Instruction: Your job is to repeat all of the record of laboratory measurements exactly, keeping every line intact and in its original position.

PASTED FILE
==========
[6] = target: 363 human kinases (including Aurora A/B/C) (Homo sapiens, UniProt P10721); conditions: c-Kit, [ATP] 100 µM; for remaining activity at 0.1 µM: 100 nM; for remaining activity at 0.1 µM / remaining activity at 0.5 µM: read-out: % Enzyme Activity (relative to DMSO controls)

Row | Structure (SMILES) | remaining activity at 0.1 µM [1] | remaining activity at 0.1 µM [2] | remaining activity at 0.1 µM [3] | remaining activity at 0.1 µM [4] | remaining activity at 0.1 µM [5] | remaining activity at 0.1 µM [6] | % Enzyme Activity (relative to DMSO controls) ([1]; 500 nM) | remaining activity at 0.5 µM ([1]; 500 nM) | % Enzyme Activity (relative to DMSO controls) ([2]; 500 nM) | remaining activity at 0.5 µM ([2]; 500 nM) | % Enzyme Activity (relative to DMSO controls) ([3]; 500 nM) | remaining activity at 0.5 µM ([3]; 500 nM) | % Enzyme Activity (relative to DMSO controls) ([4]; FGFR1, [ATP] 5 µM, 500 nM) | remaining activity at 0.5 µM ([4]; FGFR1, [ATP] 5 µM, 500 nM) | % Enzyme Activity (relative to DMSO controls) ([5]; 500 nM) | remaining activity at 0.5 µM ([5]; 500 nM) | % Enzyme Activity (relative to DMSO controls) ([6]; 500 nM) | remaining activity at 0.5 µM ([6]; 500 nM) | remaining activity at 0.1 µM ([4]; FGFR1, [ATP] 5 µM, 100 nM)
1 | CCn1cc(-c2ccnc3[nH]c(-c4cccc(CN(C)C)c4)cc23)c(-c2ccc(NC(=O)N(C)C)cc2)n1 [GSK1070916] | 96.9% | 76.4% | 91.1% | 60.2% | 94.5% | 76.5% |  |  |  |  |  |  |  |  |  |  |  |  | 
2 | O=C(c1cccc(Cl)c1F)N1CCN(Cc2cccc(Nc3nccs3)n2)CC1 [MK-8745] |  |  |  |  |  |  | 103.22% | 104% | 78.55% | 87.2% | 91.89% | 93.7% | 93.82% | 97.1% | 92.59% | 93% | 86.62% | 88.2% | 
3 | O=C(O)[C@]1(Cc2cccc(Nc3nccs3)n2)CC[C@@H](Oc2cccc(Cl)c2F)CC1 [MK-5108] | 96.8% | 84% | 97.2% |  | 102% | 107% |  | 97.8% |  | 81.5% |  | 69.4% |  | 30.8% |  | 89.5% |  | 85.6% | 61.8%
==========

[6] = target: 363 human kinases (including Aurora A/B/C) (Homo sapiens, UniProt P10721); conditions: c-Kit, [ATP] 100 µM; for remaining activity at 0.1 µM: 100 nM; for remaining activity at 0.1 µM / remaining activity at 0.5 µM: read-out: % Enzyme Activity (relative to DMSO controls)

Row | Structure (SMILES) | remaining activity at 0.1 µM [1] | remaining activity at 0.1 µM [2] | remaining activity at 0.1 µM [3] | remaining activity at 0.1 µM [4] | remaining activity at 0.1 µM [5] | remaining activity at 0.1 µM [6] | % Enzyme Activity (relative to DMSO controls) ([1]; 500 nM) | remaining activity at 0.5 µM ([1]; 500 nM) | % Enzyme Activity (relative to DMSO controls) ([2]; 500 nM) | remaining activity at 0.5 µM ([2]; 500 nM) | % Enzyme Activity (relative to DMSO controls) ([3]; 500 nM) | remaining activity at 0.5 µM ([3]; 500 nM) | % Enzyme Activity (relative to DMSO controls) ([4]; FGFR1, [ATP] 5 µM, 500 nM) | remaining activity at 0.5 µM ([4]; FGFR1, [ATP] 5 µM, 500 nM) | % Enzyme Activity (relative to DMSO controls) ([5]; 500 nM) | remaining activity at 0.5 µM ([5]; 500 nM) | % Enzyme Activity (relative to DMSO controls) ([6]; 500 nM) | remaining activity at 0.5 µM ([6]; 500 nM) | remaining activity at 0.1 µM ([4]; FGFR1, [ATP] 5 µM, 100 nM)
1 | CCn1cc(-c2ccnc3[nH]c(-c4cccc(CN(C)C)c4)cc23)c(-c2ccc(NC(=O)N(C)C)cc2)n1 [GSK1070916] | 96.9% | 76.4% | 91.1% | 60.2% | 94.5% | 76.5% |  |  |  |  |  |  |  |  |  |  |  |  | 
2 | O=C(c1cccc(Cl)c1F)N1CCN(Cc2cccc(Nc3nccs3)n2)CC1 [MK-8745] |  |  |  |  |  |  | 103.22% | 104% | 78.55% | 87.2% | 91.89% | 93.7% | 93.82% | 97.1% | 92.59% | 93% | 86.62% | 88.2% | 
3 | O=C(O)[C@]1(Cc2cccc(Nc3nccs3)n2)CC[C@@H](Oc2cccc(Cl)c2F)CC1 [MK-5108] | 96.8% | 84% | 97.2% |  | 102% | 107% |  | 97.8% |  | 81.5% |  | 69.4% |  | 30.8% |  | 89.5% |  | 85.6% | 61.8%